The internet consists of two major ingredients: Porn, and adorable animals. Everything else is pretty much a churning sea of virulence and racism. But what if we told you that those animal pics actually ain't so pretty? As it turns out, there's a chance many of them could be faked—and in some pretty cruel ways at that.
At least, that's what an analysis posted on Weibo and translated into English by photographer Jenn Wei purports. It claims that photos like the one above—which would otherwise seem to have come from a little bit of patience and a whole lot of luck—are actually staged by photographers using easy-to-photoshop-out objects (like string) to force pet store critters into some highly unnatural postures.
And it's not just amateur pics cropping up on Tumblr that might potentially be guilty of coercion; a few professional and even award-winning photographs have been accused of being "obvious" fakes. For instance, the photo below taken by Indonesian photographer Shikhei Goh was featured in The Telegraph, and was supposedly possible thanks to geckos' tendencies to enter a "trance-like state" when placed on glass. The analysis, however, believes that the position clearly implies a carefully placed string is to blame for the gecko's bizarre contortions.
The original post argues:
These are leopard gecko, naturally found in Central Asia and common pet. Anyone who’s had them as pets know they won’t be able to pose like this even if they took ecstasy. All these are with the help of a simple thread.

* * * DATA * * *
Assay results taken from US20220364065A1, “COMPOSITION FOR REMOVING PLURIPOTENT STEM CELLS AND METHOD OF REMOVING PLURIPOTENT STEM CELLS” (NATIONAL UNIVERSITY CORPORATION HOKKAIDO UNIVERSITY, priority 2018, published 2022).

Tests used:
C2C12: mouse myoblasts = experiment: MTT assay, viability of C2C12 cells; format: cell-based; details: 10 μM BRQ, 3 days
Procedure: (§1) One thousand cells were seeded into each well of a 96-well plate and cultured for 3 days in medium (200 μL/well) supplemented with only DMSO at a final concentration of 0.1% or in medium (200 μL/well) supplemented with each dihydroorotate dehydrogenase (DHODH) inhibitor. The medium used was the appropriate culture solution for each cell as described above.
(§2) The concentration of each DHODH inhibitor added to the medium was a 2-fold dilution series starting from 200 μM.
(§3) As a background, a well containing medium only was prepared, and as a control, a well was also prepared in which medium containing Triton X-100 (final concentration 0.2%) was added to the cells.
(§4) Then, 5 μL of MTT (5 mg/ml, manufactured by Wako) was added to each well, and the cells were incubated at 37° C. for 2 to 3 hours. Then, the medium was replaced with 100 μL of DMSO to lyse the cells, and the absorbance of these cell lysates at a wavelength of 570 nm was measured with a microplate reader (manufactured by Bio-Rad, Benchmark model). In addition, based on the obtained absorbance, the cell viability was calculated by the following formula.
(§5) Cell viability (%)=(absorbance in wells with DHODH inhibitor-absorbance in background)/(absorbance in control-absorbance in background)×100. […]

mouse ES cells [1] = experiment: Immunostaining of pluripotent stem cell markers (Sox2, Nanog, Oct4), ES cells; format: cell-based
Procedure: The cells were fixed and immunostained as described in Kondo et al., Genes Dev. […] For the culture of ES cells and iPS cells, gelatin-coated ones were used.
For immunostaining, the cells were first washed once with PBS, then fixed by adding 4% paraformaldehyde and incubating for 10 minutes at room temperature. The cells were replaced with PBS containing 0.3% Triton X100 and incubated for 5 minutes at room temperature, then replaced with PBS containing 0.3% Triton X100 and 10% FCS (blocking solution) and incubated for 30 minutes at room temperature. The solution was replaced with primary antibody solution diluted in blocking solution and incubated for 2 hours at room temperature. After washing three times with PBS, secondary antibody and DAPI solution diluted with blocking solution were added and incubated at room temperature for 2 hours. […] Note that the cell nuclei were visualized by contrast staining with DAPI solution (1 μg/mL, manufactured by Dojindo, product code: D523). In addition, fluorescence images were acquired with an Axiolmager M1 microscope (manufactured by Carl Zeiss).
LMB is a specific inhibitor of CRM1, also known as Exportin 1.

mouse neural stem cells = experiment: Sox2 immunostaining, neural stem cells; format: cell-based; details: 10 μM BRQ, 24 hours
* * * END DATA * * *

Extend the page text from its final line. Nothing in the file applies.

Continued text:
It also notes this frog from Goh as another potential string-induced fake.
In addition to some of these animals merely being in (supposedly) impossible positions, they also somehow managed to find themselves in the wrong country. In the below photo, Shikhei Goh (the same accused from above) claims that he saw a chameleon clinging to a shoot of grass during a walk in Indonesia. Then "all of a sudden it shot its tongue out [and] caught its prey." Which would all be fine and great if not for the fact that the animal has been identified as a panther chameleon, a breed only found natively in Madagascar.
Sometimes, the condition of the animal itself is what lends to its falsified cred. In the below photos by Indonesian photographer Penkdix Palme, this tree frog appears to be holding a leaf like an umbrella in order to shield itself from some questionably uniform rain. Aw, look, it think's its people, you might say, how fun. Except when you take a closer look, according to Weibo's analyst, things get dark, and fast.
Of course, the first problem comes in the fact that, though Palme claimed the frog had stayed in the same position for a whole 30 minutes, it's in fact holding an entirely different leaf in that last photo. Plus, frogs need water to stay naturally moist—the thought of shielding themselves from a light rain likely wouldn't ever even cross their mind. But the heart-breaking part comes in the final assertion; the frog already doesn't look to be in great condition, but the red bruises on its legs are pretty definite signs of potential injury.
Now, nothing has been definitively proven to be a fake. And although some of these analyses offer some pretty convincing evidence, as Peta Pixel points out, the claims being made are of a pretty serious nature—one of the purported fakes is a National Geographic award-winning photo. At the very least, this is a welcome reminder that it's important not to take everything we see at face value. This is especially true in the age of the internet, where notoriety is everything and getting there has never been easier.
Saleel Milind Gharpure is a passionate wild life photographer and founder of Wild Clicks (Saleel Gharpure Photography) . He has the 6th sense which is necessary to capture the amazing and unexplored Wild Life. He loves sharing his work on the Internet.